I set up a trap - nothing....I put up flyers, posted on the radio..."Susan desperately seeking 2 kittens"...nothing.
post #6 of 18
Thread Starter 
Well, I got to meet 10 of the dumped cats today. 1 is still at the vet with bloody stools, and the FIV+ one was in such terrible health, he was put down.

All of the cats are extremely friendly and well socialized, surprisingly. Most of them are not your typical shelter cats either -- 1 manx, 2 bobtails, several polydactyls (including one on all four feet), 2 ragdolls, 1 or 2 Siamese.. I'm not sure what to make of it. It rings of breeding operation gone wrong to me, but I really have no idea. Also, 2 of the females are pregnant (but have spays scheduled next week).

3 of them have settled in pretty well, and the rest not so well. They aren't eating very much, and are crying a lot. It's really a shame to see.

Also, last Thursday, one of our cats was adopted. My shelter has a policy that we deliver the cat to the adopter, to help them settle in better, I suppose (the policy's been around much longer than I've been there, heh). Well, one of the volunteers took this cat, Pixie, to the adopter's house on Thursday, and came back to the shelter, about an hour drive. She wasn't even back at the shelter for 10 minutes when the adopter called back saying, "We don't like this cat, please come take her back." It's so bizarre -- she came and picked her out, jumped through all the hoops of proof of residency and stuff, and then gave up in an hour. So, unfortunately, Pixie is back.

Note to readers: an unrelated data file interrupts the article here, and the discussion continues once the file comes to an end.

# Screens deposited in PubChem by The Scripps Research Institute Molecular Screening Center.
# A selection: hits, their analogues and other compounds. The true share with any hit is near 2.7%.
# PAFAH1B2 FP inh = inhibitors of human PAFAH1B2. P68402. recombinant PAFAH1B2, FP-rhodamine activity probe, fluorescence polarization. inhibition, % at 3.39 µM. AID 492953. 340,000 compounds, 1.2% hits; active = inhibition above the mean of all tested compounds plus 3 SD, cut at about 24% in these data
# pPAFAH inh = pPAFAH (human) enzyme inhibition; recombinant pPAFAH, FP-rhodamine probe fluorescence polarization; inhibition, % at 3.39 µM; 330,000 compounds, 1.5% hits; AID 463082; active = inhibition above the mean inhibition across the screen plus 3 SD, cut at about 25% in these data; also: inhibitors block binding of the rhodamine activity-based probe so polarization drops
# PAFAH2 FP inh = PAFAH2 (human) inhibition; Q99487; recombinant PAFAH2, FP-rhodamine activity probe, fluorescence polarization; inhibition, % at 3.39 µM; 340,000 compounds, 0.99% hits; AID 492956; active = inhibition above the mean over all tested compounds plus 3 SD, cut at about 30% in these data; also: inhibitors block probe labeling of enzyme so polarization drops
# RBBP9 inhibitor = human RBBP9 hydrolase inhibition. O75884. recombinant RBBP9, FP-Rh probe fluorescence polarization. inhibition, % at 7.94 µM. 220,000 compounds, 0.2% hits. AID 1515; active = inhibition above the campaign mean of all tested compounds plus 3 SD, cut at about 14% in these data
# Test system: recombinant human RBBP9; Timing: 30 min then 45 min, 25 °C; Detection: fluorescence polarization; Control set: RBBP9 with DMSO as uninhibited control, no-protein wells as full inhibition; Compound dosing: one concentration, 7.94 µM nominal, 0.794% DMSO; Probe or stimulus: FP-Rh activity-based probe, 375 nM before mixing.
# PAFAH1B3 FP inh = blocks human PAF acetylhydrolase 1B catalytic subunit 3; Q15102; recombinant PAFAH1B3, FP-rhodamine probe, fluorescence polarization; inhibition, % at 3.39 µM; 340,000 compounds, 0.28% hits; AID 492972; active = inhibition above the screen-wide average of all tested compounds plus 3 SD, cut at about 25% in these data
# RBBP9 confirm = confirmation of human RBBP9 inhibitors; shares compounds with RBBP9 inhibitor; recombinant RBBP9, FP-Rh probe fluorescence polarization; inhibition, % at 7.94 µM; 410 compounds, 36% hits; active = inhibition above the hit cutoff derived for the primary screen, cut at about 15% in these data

post #7 of 18
I don't know how you do it? I would have to keep up a wall at the shelter of the good adoption experiances (photos, letters etc.) to remind me of why I do what I do and that there are good people out there like you and I.
post #8 of 18
Quote:
Originally Posted by srrh View Post
- One of our cats, adopted in February, was returned because the woman who adopted him is moving. Great reason.

-Even worse, someone abandoned 12 cats at the shelter overnight.
How can someone give those answer?..."Because I´m moving... so the poor kitty was an ornament......

-Oh no!... how someone without soul can abandoned 12 little ones......


My prayers with you my friend will be with you tonight for the best of this poors little ones....
post #9 of 18